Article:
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Macadamia Nuts View larger
Macadamia Nuts

Macadamia Nuts

Nuts

Buy online natural macadamia nuts with no added salt and no preservatives. 

Every raw material respects our entire supply chain guaranteeing a natural product at an affordable price. By purchasing our macadamia nuts you are supporting quality agriculture and people who work on the fields with love, effort and respect. 

You can buy macadamia nuts in packs of 500 g, 1 kg, and 2.5 kg, ideal for true nuts lovers.  

Discover the benefits of macadamia nuts! Our nutritional analyses have shown that 100 g of macadamia nuts contain: 

  • 19 mg of Manganese, 950% of NRV (Nutrient Reference Value)
  • 35 µg of Selenium, 64% of NRV
  • 0.49 mg of Copper, 49% of NRV

 

Ingredients: MACADAMIA NUTS

Formats: 500 g, 1 kg, 2.5 kg 

Origin:  Guatemala, Kenya, Australia, South Africa

More details

16,97 €

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Data sheet

IngredientsMACADAMIA NUTS. May contain traces of PEANUTS and other NUTS.
Weight1 kg, 2.5 kg, 500 g
Storage requirementsStore in a cool, dry place
Nutrition declarationaverage nutritional values per 100 g:
Energy3077 kJ / 747 kcal
Fats74 g
of which saturates13 g
Carbohydrate8.6 g
of which sugars4.6 g
Fibre7.9 g
Protein7.6 g
Salt0 g
Copper0.49 mg (49% NRV*)
Manganese19 mg (950% NRV*)
Selenium35 μg (64% NRV*)
Vitamin B1 (Thiamine)1.78 mg (162% NRV*)
SourceEuro Company analysis
RecommendationsThe advice provided SHOULD IN NO WAY BE CONSIDERED AS MEDICAL ADVICE OR PRESCRIPTION. The information provided shall be considered for informative and educational purposes only, it is not intended to replace medical advice. In case of a medical condition, always consult your doctor.
OriginAustralia, Guatemala, Kenya, South Africa
NutrientsManganese, Copper, Selenium
*NRV: Nutrient Reference Value*Nutrient Reference Value
Label and packagingThe images are for illustrative purposes only, the product may be subject to changes depending on stock availability and selected weight.
ProductNuts

More info

The macadamia nut tree is a perennial plant belonging to the Proteaceae family. It is native to the south-east Pacific and includes more than 10 species, although classification has not been completed yet. 

All species classified until now are native to eastern Australia except for Macadamia hildebrandii, which is native to Indonesia (Sulawesi). 

The main producers of macadamia nuts are Australia and Hawaii, where M. integrifolia is most widespread, while in South Africa and New Zealand it is M. tetraphylla that is best known, also because of the popularity of Tetraphylla Beaumont.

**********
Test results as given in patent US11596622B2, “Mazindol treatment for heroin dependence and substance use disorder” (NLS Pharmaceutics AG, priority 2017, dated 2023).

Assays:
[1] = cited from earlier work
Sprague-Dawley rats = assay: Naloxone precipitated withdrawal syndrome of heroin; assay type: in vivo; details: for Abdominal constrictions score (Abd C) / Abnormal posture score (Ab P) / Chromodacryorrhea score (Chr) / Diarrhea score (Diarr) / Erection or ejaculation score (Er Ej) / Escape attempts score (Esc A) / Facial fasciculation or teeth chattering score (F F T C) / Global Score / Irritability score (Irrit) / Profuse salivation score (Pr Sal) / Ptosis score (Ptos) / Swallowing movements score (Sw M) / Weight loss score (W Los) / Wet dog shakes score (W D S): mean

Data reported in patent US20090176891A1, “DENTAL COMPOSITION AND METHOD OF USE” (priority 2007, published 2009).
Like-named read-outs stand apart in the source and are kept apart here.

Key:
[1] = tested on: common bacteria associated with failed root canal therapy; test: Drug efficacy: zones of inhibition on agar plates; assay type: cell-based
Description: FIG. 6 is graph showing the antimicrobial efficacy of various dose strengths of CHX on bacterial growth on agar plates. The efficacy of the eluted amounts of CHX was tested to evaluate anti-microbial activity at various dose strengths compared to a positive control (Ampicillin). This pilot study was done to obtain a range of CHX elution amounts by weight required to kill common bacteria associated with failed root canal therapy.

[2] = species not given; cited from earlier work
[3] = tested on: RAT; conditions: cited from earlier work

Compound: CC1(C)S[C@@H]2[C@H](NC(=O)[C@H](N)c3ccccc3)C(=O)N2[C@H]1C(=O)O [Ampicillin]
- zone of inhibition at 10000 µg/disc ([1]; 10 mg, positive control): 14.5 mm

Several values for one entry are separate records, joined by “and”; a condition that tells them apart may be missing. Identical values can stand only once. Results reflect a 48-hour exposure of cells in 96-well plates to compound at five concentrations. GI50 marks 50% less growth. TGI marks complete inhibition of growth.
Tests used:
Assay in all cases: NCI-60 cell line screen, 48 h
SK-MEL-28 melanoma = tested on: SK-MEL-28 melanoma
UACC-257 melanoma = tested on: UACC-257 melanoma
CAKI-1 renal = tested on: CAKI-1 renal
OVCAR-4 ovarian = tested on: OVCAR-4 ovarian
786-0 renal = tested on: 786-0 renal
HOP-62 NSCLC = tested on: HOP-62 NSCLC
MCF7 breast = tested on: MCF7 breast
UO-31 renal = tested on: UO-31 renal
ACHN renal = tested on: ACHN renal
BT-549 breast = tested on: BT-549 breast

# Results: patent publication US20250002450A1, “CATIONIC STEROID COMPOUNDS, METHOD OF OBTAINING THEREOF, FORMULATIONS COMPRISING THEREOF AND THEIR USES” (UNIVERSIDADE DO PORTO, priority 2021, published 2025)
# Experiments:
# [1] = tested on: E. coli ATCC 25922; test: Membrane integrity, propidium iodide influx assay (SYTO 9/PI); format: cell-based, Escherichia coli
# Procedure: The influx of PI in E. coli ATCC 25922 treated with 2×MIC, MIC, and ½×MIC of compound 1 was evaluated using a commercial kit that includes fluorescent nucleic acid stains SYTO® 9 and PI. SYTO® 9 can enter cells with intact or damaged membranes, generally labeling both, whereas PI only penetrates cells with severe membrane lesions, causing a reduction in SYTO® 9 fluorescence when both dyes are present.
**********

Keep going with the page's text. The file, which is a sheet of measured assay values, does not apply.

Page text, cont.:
Both species are plants that develop heights even greater than 20 metres and that, thanks to their dense crown of semi-spherical shape, are often present as shade plants in the gardens of Queensland and New South Wales. The plant produces numerous pinkish-white flowers, arranged in groups of 40-50 in hanging clusters of varying length between 5 and 30 cm. 

In Australia, flowering begins during the cold season when the days are short (May). Lignification of the shell starts at the beginning of December, followed by a rapid accumulation of oil between the end of December and the beginning of January. The period from full flowering to the complete maturation of nuts takes about 30 weeks. Ripe nuts fall to the ground between March and September and are harvested at regular intervals. 

They are very long-lived plants that can survive for more than a hundred years. Indeed, in the Brisbane Botanical Garden, you can admire a specimen that was planted in 1858. 

The trees are also used as ornamental plants in the subtropical regions because of their thick dense foliage and extremely beautiful flowers. 

Macadamia nuts are widely used in baking and as snacks, and can also add a tasty flavour when added to summer salads. This seed is also used as an ingredient in making ice cream, cookies, pastries, cakes, bread or added to muesli for breakfast. 

Macadamia oil extraction, which is carried out both by cold pressing and filtration, is done both for the food and cosmetic industry. Due to its high penetrative power, it is highly effective at preventing the skin from drying out. It's also a great massage oil. 

Some species of macadamia nut produce fruits which are unsuitable for human consumption - indeed, harmful - (M. whelanii and M. ternifolia), due to the presence of toxic glycoside. However, the toxic component can be removed by leaching, which is also practised by Indigenous Australians who use every species of macadamia. They are very long-lived plants that can survive for more than a hundred years. Indeed, in the Brisbane Botanical Garden, you can admire a specimen that was planted in 1858. Macadamia nuts have high energy value and are free of cholesterol. Its monounsaturated fat content is remarkable (about 78%) as it is much higher than any other natural oil, including olive oil. Macadamia oil extraction, which is carried out both by cold pressing and filtration, is done both for the food and cosmetic industry. The cold extraction process retains the characteristic smell and taste of the fruit. The oil has a very pleasant taste and does not exceed 2% acidity. Due to its great penetrative power, it is highly effective at preventing the skin from drying out. And it is also an excellent massage oil. 

Source: 

Nutspaper "La macadamia" 2/2008 

https://it.wikipedia.org/wiki/Macadamia_integrifolia 

 

History

The macadamia nut tree is a perennial plant belonging to the Proteaceae family. It is native to the south-east Pacific and includes more than 10 species, although classification has not been completed yet.